Is HDMI 1.3 worth waiting for?

The HDMI (high-definition multimedia interface) connector is currently the state of the art in home theater technology. It allows high-def digital video and multichannel digital audio to be sent over a single cable from an A/V source, through an A/V receiver, then onto an HDTV. Utilizing HDMI often results in a better picture on many HDTVs (vs. component video), and it’s the preferred connection method for the latest generation of Blu-ray, HD-DVD, and upscaling DVD players.

Unfortunately, HDMI has been plagued by compatibility problems, especially when using cable and satellite boxes as sources. Moreover, there have been multiple iterations of the standard: HDMI 1.0 hit in December 2002, followed by 1.1 in May 2004, 1.2 in August 2005, and even 1.2a in December of 2005–each of which has added a smattering of features, some important, some obscure.

Enter HDMI version 1.3. The latest iteration of the standard is said to be the update that home theater enthusiasts have been waiting for. Among the highlights of HDMI 1.3 are increased bandwidth (10.2Gbps, more than enough to handle superhigh video and audio resolutions), “deep color” support (higher color bitdepth could result in a smoother HD image), and the ability to pass HD lossless audio formats (Dolby TrueHD and DTS-HD Master Audio).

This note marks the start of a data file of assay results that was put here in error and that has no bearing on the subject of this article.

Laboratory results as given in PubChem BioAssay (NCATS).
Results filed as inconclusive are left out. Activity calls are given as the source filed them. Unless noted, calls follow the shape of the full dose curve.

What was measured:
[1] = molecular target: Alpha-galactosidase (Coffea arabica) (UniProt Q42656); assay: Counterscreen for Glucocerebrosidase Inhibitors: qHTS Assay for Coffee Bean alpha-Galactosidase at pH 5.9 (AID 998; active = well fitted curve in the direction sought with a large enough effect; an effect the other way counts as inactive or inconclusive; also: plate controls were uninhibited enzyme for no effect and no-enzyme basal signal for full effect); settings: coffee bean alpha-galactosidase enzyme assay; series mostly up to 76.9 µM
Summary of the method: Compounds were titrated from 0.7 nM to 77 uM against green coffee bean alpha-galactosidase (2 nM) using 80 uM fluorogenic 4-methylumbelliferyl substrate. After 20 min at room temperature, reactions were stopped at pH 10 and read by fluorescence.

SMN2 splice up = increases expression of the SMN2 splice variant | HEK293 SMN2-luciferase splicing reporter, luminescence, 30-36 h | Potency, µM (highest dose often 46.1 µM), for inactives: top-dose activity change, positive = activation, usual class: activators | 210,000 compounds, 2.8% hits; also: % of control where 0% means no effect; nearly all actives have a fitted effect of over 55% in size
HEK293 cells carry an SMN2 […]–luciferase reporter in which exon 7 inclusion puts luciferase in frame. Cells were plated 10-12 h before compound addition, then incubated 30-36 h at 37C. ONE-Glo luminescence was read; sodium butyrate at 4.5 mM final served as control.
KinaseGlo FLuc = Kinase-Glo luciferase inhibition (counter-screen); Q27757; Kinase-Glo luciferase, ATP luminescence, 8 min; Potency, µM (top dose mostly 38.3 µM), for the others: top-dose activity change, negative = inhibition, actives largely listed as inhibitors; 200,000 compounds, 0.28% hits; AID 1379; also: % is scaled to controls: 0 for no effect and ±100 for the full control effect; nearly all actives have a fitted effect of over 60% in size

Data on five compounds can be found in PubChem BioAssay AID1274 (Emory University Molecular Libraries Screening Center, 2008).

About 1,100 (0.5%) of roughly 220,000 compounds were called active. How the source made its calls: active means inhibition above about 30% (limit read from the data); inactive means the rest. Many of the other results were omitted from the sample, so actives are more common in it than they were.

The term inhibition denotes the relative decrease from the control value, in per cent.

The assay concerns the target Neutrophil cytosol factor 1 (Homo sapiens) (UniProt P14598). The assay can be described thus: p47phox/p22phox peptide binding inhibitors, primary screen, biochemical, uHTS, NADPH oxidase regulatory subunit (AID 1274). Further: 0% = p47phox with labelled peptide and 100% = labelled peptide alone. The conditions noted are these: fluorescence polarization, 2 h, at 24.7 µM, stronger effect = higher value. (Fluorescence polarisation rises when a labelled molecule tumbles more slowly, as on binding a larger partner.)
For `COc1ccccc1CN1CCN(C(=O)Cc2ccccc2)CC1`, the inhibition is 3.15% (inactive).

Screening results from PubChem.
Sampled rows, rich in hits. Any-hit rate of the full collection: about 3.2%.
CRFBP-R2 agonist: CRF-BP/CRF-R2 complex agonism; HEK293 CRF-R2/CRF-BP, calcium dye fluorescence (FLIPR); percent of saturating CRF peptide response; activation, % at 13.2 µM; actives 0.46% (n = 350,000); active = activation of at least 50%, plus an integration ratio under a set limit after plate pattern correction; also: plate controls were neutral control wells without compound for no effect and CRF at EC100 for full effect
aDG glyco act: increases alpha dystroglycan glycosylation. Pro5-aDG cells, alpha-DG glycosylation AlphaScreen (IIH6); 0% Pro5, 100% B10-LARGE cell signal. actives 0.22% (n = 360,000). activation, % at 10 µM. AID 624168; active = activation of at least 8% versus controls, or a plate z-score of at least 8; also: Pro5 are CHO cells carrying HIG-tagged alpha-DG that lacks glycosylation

In theory, that means devices that support HDMI 1.3 could deliver better HD images and more convenient use of surround sound. Whether or not that will translate to the real world remains to be seen. To date, the PlayStation 3 is the only device with HDMI 1.3 compatibility; other products–TVs, video players, and A/V receivers–are expected to begin shipping in 2007. Another big caveat: you’ll likely need a “pure” HDMI 1.3 path from source to destination in order to fully enjoy any of the supposed benefits.

So, does that mean you should hold off on buying any new HDTV, video player, or A/V receiver until the HDMI 1.3-equipped models are available? Having not yet seen demos of HDMI 1.3, it’s hard for us to say. But our gut feeling is that the difference between a 24-bit HDMI 1.1 high-def image and a 48-bit HDMI 1.3 image will be pretty hard for the average viewer to appreciate–or, at least, not nearly as noticeable a jump in quality as upgrading from standard-def to high-def. And if your primary high-def viewing source is cable or satellite TV, you’ll need to wait until your provider can equip you with an HDMI 1.3-enabled set-top box before you could even enjoy the theoretical picture quality improvement anyway. In other words, we wouldn’t put off the purchase of an HDTV just to wait for HDMI 1.3.